Our kids are often sponges, who can learn almost anything by heart if it’s introduced through videos, TV or even music.  At first we were horrified by our son’s echolalia: he’d simply memorize entire scripts from his favorite TV shows, and recite them.  Later, though, we came to embrace certain TV shows and videos: they provided him with the tools he needed to engage with other kids, with the real world, and even with academics.

Like many parents, when our kids were small we allowed only “educational television.”  But kids watch an awful lot of shows on ad-heavy cable TV.  We didn’t want either of our kids getting seduced by ads, but even more particularly we didn’t want our son wandering around reciting ads for pop-tarts.  So we started borrowing videos and DVDs of kids’ shows from our library.  We could choose our time to watch together – and avoid the ads completely.

If you have a child who is mesmerized by TV, you may have started to use TV as an opportunity to get away for a little while.  Instead, try this:

  • Choose a TV show that your child really likes, and purchase a few toys (action figures, die-cast figures, etc.) that relate to the show.  Don’t worry too much if your child is “too old” for the show: grown ups still love the Muppets, and even grandparents love Disney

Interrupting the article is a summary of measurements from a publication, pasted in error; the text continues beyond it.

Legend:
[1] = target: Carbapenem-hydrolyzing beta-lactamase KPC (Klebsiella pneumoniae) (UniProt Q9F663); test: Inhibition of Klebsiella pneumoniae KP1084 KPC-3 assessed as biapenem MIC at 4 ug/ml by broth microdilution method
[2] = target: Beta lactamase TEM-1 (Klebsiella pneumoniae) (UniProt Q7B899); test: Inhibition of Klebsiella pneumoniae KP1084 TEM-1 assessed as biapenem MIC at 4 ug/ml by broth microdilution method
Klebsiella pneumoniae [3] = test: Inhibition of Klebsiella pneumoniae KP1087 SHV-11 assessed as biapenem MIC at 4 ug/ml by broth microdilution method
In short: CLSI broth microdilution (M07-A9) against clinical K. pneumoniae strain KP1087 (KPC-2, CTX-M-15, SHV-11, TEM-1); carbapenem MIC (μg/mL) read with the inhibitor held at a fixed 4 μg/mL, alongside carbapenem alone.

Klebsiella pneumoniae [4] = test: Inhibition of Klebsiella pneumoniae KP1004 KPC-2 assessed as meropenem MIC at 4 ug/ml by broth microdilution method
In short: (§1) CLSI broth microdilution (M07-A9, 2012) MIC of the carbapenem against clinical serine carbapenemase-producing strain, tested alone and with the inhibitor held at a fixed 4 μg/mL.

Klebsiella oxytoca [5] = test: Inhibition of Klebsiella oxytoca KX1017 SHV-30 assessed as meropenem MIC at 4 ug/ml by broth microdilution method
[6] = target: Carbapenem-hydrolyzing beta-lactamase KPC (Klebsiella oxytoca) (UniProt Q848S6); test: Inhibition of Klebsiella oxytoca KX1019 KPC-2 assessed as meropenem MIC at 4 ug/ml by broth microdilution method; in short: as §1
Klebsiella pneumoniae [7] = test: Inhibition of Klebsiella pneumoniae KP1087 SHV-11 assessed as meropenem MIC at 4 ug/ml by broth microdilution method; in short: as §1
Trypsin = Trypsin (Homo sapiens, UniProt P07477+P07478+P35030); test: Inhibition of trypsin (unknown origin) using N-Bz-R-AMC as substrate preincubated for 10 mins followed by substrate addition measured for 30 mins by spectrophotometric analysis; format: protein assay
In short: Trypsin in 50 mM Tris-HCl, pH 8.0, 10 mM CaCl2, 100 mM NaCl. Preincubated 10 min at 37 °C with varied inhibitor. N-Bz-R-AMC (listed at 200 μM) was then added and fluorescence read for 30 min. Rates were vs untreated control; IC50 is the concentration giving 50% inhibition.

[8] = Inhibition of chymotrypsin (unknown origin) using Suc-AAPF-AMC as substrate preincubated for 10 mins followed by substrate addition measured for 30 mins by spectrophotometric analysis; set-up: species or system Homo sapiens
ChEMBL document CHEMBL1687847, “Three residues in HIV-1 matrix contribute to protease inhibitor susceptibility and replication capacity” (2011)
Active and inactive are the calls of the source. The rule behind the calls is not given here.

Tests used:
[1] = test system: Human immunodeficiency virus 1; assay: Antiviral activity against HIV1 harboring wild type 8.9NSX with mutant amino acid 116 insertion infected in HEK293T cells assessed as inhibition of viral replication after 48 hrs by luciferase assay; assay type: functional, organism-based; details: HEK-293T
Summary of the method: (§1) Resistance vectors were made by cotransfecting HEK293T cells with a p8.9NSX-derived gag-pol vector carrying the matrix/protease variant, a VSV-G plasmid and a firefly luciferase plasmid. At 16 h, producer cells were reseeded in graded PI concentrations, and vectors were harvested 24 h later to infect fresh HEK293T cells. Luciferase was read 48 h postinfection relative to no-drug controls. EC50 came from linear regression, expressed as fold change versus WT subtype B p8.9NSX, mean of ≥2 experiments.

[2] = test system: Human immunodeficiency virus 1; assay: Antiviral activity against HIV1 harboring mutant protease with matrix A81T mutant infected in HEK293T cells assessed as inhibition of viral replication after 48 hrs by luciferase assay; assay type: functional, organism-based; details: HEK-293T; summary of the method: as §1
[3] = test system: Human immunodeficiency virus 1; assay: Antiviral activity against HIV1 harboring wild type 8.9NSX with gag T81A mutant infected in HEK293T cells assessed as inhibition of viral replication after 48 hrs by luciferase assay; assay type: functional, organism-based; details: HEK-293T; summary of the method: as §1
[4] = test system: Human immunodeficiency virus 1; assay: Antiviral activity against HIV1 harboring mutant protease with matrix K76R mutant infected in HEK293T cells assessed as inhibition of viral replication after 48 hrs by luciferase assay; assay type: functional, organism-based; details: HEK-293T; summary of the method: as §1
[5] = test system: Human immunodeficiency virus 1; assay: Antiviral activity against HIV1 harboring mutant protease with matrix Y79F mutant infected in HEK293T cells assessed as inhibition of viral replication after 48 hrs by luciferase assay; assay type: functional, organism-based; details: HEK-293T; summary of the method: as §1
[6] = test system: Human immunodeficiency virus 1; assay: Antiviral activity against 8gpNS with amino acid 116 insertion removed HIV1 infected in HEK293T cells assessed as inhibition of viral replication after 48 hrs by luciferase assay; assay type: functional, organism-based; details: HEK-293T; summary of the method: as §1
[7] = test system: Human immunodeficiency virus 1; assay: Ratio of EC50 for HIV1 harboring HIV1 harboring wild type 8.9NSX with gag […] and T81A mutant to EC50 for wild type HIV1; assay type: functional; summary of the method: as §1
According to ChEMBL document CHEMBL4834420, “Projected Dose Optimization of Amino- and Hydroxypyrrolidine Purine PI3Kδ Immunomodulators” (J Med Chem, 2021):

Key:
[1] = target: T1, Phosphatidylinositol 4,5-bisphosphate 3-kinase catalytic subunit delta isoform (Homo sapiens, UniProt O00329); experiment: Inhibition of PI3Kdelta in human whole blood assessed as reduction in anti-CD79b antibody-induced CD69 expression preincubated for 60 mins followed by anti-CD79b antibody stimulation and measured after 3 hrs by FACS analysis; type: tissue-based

• Choose a time to watch together, and talk about the show as you watch.  Ask your child questions; if he doesn’t reply instantly, try saying outrageous things that he knows are wrong (eg, Big Bird is purple with green stripes, isn’t he?).  Your child’s connection with and love of the show and characters may well prompt him to interact with you in new ways
  • Once the show is over, try using your new toys as puppets, acting out bits from the show.  Or use them in interactive play (Thomas the Tank Engine is ideal for this, since model train layouts are fabulous tools for sharing, creative thinking, role play, etc.)

You may find that your child is more verbally responsive to Thomas the Tank Engine or Elmo than he is to other human beings – or more fascinated by the tracks than by the people playing with them.  If that’s the case, you can build on that in the real world!  Your child might love attending puppet shows or going to TV-show oriented events (a Wiggles concert could be an ideal introduction to concerts and plays, even if your child is “too old” for the Wiggles).

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IMFAR Stakeholder Travel Awards Will Support Parents, Siblings, Individuals with Autism & Graduate Students

We are delighted to announce the recipients of the 2012 IMFAR Travel Grants.   ASF will make 12 awards to autism stakeholders to cover expenses related to attending the International Meeting for Autism Research (IMFAR) in Toronto, Canada in May 2012. After the conference, grant recipients will share what they have learned with families in their local communities or online.

This year’s recipients are:

  • Catherine Blackwell – Sibling
  • Debra Dunn – Parent, Center for Autism Research at CHOP
  • Eric Hogan Self Identified Individual with Autism
  • Eshan Hoque – PhD Candidate, MIT
  • Kadi Lichsinger – Parent
  • Marjorie Madfis – Parent